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Review: Paul Mason’s Clear Bright Future – Penguin Live

I’ve been to a few book readings/launches/talks now.

Two of those have been under the Penguin Live moniker (the first being the rather marvellous Penguin Pride – less a review, more a tribute.

As someone who has earned their stripes as a regular book club member to boot, talking about a book retrospectively can have its merits – it can also have its arguments too…(the Snowman was terrible and I stand firm on that – oh Nesbo’s, not Briggs’ – I’m not a monster).

But what is life if not for differing perspectives, opinions and a good old literary ruck.

What’s even more rewarding is bringing a book to life, and certainly a book of non-fiction, by having the author either read their words or discuss their premise/theories/beliefs/hyphotheses.

An amuse bouche to the book, if you like. In some cases, the book’s content and reputation proceeds even this early stage and the literary tour consequently goes away (mentioning no names. Well, I mean, it’s Moby, isn’t it).

Penguin Live events serve as a living, breathing preview to a piece of work that you can immediately own, take home, devour, reflect back on discussions.

You might say it’s a try before you buy. I mean I wouldn’t say that as it sounds a bit basic. Ok, I just have, but it’s so much more.

Writer, film-maker and leading thinker, Paul Mason, gave us ‘so much more’ at the Dancehouse Theatre in Manchester, last month: Penguin Live: Paul Mason’s Clear Bright Future

Interviewed by fellow Wigan-er (Leigh-er?) Stuart Maconie, Paul shared a taster of his new book ‘Clear Bright Future – a radical defence of the human being.

To paraphrase dear old Macca, in this ever-changing world in which we live in, we can give in and cry or we can try and see a future where we have…well a future and still have some say in proceedings.

Just in case you’ve managed to avoid all media outlets and live in a blissful bubble of ignorance and, well probably general happiness as a consequence, the three main threats outlined by the book are:

  • the rise of authoritarian politicians,
  • the possibility of intelligent machines; and
  • a spreading fatalism and irrationality, which has made millions susceptible to the mythologies of the new right.

Yes, I know, but remember that the title of the book is Clear Bright Future and I don’t think it’s weighed down in sarcasm.

Take for instance the prospect of intelligent machines. Man vs Machine.

Now our thoughts can go all 2001’s Hal at this, but that’s not to say the technology will. I mean it might, but we still get a day in this too.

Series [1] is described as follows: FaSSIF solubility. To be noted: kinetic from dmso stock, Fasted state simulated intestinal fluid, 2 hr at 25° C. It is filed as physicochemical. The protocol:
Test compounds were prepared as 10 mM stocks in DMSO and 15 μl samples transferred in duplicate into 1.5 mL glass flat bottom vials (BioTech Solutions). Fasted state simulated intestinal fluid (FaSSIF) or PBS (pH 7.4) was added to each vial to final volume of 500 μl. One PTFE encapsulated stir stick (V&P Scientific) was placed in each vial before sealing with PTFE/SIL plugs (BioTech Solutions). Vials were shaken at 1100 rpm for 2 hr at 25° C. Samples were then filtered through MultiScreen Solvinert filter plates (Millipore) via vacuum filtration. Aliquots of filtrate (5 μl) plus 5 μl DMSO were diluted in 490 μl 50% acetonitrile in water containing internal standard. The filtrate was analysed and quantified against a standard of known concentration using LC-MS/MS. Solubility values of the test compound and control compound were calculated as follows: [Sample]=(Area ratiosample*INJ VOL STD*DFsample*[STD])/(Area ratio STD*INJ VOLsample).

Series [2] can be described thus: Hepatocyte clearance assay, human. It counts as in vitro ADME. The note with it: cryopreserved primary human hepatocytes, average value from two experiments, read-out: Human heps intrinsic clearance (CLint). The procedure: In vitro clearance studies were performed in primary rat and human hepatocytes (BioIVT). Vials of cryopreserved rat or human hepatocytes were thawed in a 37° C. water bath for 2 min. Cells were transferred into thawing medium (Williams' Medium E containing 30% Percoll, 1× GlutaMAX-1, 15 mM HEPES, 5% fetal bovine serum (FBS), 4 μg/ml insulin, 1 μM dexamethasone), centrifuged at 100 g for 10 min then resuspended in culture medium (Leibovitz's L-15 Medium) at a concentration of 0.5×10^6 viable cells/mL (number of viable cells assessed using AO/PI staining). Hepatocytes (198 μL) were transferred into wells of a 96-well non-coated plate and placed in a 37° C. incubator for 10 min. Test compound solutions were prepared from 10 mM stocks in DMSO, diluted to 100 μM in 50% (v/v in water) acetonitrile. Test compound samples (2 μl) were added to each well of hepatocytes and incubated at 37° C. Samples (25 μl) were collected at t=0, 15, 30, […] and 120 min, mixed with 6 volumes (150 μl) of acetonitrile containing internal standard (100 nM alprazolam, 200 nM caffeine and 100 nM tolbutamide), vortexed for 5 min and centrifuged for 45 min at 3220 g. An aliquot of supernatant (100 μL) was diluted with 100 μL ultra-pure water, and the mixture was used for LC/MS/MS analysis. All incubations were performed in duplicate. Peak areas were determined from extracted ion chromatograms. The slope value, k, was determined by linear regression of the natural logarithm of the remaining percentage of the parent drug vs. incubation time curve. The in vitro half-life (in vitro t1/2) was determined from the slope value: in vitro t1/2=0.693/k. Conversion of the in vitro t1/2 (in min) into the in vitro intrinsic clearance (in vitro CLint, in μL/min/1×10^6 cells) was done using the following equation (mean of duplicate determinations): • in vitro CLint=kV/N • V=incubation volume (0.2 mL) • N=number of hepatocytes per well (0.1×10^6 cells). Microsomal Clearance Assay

Indeed, Paul (sorry, I always feel awkward with the last name thing, as though I were his headmaster so forgive the perhaps overly familiar use of the first), points out that if driver-less cars take ‘our jobs’, perhaps it frees up those who drive for a living a more ‘interesting’ option.

One main thrust of Clear Bright Future is that humans would all receive a universal income, and the machines would provide a freedom.

Consumerism is placed on the road to extinction and humanity is…reborn?

Understand that I am simplifying this to an incredible extreme. Incredible.

Drawing on early, humanist Marxism, sticking it to Nietzsche along the way, and with more than a soupcon of neoliberalism, Clear Bright Future: a radical defence of the human being, published by Penguin is out in all good bookshops and online outlets (ooh Man vs Machine again…) – visit Penguin for more information.

However of equal note and the point of this post (no, I’m not side-stepping having to discuss neo-liberalism any further) is that Penguin Live is a wonderful way to meet, question, even challenge an author’s view points and text, bear witness to a live preview of your next book, and, indeed, even open your eyes to the book that wasn’t necessarily next on your reading list but soon would be.

Just maybe don’t hold out for Moby.

For more events, visit


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Review: All I See is You

Bank Holiday Monday and I was whisked back to the 1960s last night.

A time when Woolies was still a thing, Donovan was number 3 in the charts and who you loved or even just fancied could consign you to a prison cell and a place of deep shame and castigation in society.

All I See is You is first and foremost a love story.

It’s also a two hander, starring Ciaran Griffiths as Bobby and Christian Edwards as Ralph, both gay, both living different lives.

Bobby, gregarious yet inexperienced, soon embraces his sexuality, albeit in a society where homosexuality was a criminal act and measures must be taken. This is largely aided by acceptance in his family (Dad dealing it with through denial) and guidance from his also gay boss on the record counter at Woolies.